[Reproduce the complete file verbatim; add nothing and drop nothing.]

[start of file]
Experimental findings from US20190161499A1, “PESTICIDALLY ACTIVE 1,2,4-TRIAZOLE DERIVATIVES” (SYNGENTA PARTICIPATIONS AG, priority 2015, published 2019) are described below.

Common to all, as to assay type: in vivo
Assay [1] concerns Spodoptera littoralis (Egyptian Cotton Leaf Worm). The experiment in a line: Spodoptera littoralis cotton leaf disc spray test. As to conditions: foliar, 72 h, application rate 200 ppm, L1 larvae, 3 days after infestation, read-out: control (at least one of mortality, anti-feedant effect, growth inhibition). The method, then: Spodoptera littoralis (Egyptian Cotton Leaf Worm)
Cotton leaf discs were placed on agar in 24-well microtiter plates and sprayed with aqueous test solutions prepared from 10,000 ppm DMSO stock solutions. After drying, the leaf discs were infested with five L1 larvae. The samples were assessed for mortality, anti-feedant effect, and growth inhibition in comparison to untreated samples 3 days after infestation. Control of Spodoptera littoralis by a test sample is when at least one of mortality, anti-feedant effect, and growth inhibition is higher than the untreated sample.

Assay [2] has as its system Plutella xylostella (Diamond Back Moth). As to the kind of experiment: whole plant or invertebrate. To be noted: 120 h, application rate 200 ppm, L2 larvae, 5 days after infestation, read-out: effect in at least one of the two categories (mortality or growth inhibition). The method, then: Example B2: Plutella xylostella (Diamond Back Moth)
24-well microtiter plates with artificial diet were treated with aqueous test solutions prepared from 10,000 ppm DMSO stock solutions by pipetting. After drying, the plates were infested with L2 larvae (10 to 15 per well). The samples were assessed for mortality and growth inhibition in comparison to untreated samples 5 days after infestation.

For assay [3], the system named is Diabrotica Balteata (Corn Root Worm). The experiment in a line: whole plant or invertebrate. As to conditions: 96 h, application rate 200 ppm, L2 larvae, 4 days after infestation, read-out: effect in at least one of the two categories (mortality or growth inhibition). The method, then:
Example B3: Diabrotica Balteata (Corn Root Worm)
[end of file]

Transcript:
Experimental findings from US20190161499A1, “PESTICIDALLY ACTIVE 1,2,4-TRIAZOLE DERIVATIVES” (SYNGENTA PARTICIPATIONS AG, priority 2015, published 2019) are described below.

Common to all, as to assay type: in vivo
Assay [1] concerns Spodoptera littoralis (Egyptian Cotton Leaf Worm). The experiment in a line: Spodoptera littoralis cotton leaf disc spray test. As to conditions: foliar, 72 h, application rate 200 ppm, L1 larvae, 3 days after infestation, read-out: control (at least one of mortality, anti-feedant effect, growth inhibition). The method, then: Spodoptera littoralis (Egyptian Cotton Leaf Worm)
Cotton leaf discs were placed on agar in 24-well microtiter plates and sprayed with aqueous test solutions prepared from 10,000 ppm DMSO stock solutions. After drying, the leaf discs were infested with five L1 larvae. The samples were assessed for mortality, anti-feedant effect, and growth inhibition in comparison to untreated samples 3 days after infestation. Control of Spodoptera littoralis by a test sample is when at least one of mortality, anti-feedant effect, and growth inhibition is higher than the untreated sample.

Assay [2] has as its system Plutella xylostella (Diamond Back Moth). As to the kind of experiment: whole plant or invertebrate. To be noted: 120 h, application rate 200 ppm, L2 larvae, 5 days after infestation, read-out: effect in at least one of the two categories (mortality or growth inhibition). The method, then: Example B2: Plutella xylostella (Diamond Back Moth)
24-well microtiter plates with artificial diet were treated with aqueous test solutions prepared from 10,000 ppm DMSO stock solutions by pipetting. After drying, the plates were infested with L2 larvae (10 to 15 per well). The samples were assessed for mortality and growth inhibition in comparison to untreated samples 5 days after infestation.

For assay [3], the system named is Diabrotica Balteata (Corn Root Worm). The experiment in a line: whole plant or invertebrate. As to conditions: 96 h, application rate 200 ppm, L2 larvae, 4 days after infestation, read-out: effect in at least one of the two categories (mortality or growth inhibition). The method, then:
Example B3: Diabrotica Balteata (Corn Root Worm)